WORTHINGTON -- Do not fear, Worthington High School football fans. The team has had rough starts before, and Head Coach Geno Lais isn’t worried -- and neither are his players.
“I’m always pretty optimistic. And I think our guys are pretty optimistic, too,” Lais said on Monday. “I think they realize that we’re our toughest opponent sometimes. From talking to the guys, we’re pretty confident that we’ll bounce back and have a good season.”
Only two games have been played thus far in the 2021 fall campaign, so it’s far too early to throw in the towel. And despite the fact that Worthington lost its opener at home 41-14 to Jordan, then fell on the road last Friday 57-20 to Pipestone Area, there really were some good things that happened.
First off, Jordan is a very good team, and give the Hubmen credit for setting up the Trojans for some big scoring plays. The Trojans can be faulted for making mental mistakes that cost them, but right from the outset they showed a willingness to go toe to toe with their opponents and that they’ve got a few athletes who can make a difference.
Game Two, in Pipestone, again was mostly bad for the Trojans. The Arrows scored early and often and quickly put the game out of reach. It was an odd game that treated fans to events not normally seen in high school football.
Was the result an aberration? The Trojans still have a chance to prove that it was.
One thing that happened in the Pipestone Area game deserves to be re-visited. In the second half, freshman WHS running back Jacari Swinea pulled off a 62-yard would-be touchdown run that was erased via penalty. That, in itself, is not particularly remarkable, but what is certainly remarkable is that on the very next play he ran 75 yards for a touchdown that counted.
What’s the deal with this young Swinea kid?
“He’s pretty fast. He’s learned a lot in just a couple of weeks,” said Lais. “One thing that makes him special is his vision, his ability to see the hole. And he’s learning to set up his blockers and be patient. Once he’s through the line, he’s gone. And you can’t just arm-tackle him.”
Another noteworthy event occurred Friday when junior Evan Neuberger returned a kick for a touchdown. Neuberger, better known as a wrestler, is competing in his first year of football. “He’s a good athlete. He’s a strong kid. And he’s deceptively fast,” Lais said.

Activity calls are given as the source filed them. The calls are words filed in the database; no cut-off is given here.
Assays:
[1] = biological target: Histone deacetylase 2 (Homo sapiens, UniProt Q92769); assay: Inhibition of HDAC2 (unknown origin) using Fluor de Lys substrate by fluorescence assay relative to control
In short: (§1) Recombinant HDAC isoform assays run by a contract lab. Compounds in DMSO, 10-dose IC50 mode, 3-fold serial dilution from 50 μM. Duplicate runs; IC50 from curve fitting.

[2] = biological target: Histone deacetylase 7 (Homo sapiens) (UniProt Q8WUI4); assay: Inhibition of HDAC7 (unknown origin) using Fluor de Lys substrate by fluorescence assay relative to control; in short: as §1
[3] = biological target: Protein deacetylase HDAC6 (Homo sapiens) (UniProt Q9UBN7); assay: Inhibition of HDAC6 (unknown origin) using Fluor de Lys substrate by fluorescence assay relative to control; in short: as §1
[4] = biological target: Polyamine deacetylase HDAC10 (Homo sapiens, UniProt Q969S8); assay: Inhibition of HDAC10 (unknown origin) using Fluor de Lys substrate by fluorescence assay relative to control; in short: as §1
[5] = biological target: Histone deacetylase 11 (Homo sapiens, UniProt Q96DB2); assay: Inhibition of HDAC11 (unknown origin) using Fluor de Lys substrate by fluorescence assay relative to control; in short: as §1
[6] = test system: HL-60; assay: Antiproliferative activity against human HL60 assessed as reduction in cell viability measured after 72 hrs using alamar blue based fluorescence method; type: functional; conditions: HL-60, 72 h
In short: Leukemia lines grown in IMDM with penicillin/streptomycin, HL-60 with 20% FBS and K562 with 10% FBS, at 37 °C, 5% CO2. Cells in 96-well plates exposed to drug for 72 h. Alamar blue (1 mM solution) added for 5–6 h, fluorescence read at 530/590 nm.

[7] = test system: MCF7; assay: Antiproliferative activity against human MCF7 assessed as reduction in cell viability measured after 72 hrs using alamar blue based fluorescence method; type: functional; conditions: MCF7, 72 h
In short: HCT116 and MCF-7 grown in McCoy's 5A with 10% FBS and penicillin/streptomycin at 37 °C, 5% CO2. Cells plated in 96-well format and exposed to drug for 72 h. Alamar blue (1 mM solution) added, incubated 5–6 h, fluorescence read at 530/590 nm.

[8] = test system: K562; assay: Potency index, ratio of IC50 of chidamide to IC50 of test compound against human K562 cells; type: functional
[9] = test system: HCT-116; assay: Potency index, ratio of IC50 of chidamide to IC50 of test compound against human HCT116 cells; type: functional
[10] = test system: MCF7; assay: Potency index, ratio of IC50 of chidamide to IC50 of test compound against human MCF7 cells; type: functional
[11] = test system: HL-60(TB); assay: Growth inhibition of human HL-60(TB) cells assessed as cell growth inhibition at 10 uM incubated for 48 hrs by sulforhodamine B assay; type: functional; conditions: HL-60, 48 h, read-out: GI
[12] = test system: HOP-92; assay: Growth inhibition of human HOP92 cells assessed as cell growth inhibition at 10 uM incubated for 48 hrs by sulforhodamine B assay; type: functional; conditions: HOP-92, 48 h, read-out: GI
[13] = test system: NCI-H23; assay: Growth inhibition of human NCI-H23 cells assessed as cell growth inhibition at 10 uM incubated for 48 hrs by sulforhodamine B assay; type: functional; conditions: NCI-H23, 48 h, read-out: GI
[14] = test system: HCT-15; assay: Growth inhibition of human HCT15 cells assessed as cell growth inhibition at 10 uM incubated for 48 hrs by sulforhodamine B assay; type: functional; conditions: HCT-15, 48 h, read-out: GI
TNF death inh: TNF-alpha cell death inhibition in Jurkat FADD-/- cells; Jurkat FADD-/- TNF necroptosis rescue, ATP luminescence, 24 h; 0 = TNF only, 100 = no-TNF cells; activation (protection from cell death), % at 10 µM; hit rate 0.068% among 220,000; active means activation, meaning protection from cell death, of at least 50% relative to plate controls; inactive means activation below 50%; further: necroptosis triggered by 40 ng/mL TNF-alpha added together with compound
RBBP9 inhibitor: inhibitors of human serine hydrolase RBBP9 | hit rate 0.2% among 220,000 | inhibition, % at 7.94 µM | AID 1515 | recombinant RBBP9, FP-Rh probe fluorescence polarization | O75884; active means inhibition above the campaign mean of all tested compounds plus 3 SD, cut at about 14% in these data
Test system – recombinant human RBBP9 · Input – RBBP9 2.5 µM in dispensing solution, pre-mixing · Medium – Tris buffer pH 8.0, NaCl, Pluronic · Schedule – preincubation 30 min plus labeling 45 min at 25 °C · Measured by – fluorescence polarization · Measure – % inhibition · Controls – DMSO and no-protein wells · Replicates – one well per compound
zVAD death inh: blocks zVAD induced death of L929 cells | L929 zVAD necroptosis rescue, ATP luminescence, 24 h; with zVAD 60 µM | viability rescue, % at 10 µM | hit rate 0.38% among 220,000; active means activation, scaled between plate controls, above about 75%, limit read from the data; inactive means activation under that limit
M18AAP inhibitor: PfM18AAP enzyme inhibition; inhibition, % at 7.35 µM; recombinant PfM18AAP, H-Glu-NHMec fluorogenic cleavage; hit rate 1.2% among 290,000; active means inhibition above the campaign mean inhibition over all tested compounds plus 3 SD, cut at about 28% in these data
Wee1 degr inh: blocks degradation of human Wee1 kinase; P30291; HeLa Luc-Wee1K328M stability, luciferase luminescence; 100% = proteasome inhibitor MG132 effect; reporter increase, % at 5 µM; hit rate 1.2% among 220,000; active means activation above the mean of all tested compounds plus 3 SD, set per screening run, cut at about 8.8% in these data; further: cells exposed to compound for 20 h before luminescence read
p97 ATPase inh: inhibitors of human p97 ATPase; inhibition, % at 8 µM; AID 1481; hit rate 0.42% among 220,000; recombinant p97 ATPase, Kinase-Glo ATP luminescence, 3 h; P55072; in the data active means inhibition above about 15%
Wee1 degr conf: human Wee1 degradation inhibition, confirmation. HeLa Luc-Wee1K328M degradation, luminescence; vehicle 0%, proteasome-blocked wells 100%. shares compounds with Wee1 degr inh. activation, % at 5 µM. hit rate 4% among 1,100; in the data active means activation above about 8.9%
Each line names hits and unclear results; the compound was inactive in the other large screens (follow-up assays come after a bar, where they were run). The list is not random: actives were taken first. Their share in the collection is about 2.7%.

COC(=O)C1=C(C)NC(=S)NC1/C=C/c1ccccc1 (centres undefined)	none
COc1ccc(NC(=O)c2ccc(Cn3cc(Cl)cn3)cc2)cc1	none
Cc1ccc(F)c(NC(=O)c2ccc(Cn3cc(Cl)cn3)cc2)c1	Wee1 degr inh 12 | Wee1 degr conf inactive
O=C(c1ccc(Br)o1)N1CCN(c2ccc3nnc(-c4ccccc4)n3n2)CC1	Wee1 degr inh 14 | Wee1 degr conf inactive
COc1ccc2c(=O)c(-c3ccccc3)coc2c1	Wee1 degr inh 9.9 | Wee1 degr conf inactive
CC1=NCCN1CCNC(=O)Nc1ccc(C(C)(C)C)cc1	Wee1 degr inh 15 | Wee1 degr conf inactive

The Trojans have a stable of running backs that Lais is proud of. Senior Drew Dorsey, who started the Jordan game but was unable to play against Pipestone Area, is a straight-ahead power runner. So is a third back, 300-pound junior Anthony Linder, who’s being used both as a lead blocker and as a runner. He is a solid athlete, is deceptively fast, and can move defenders backward.
Worthington’s strength this year was expected to be its experienced offensive line, and so far it has been spotty.
“I think we did a pretty decent job against Jordan. Pipestone, we had multiple offensive breakdowns. They’re a veteran group. Those mistakes shouldn’t happen any more,” said the coach.
Another area that hurt the Trojans against the Arrows was special teams play. There were simply too many big plays given up there.
Lais is also looking for more consistency in the passing game where he’s got a solid athlete with a good arm in senior Jake Brandner. With more time to throw and with receivers who are still developing, better things may yet materialize.
Coach Lais said the Trojans still need to learn to control what they’re able to control and to “not worry about other things.” It’s a work in progress.
As for this Friday’s opponent, St. Peter, it’s another road test.
“They’re always a good football team,” Lais said about the Saints, who fell to 0-2 last week with a 36-16 loss to Fairmont. “They did a lot of good things against Fairmont, and Fairmont is a good team. They threw the ball against Fairmont more than I expected.
“I think they’re kind of a similar football team to us. They’re a pretty good football team; they just haven’t gotten a win yet. And they’re looking for their first win, too.”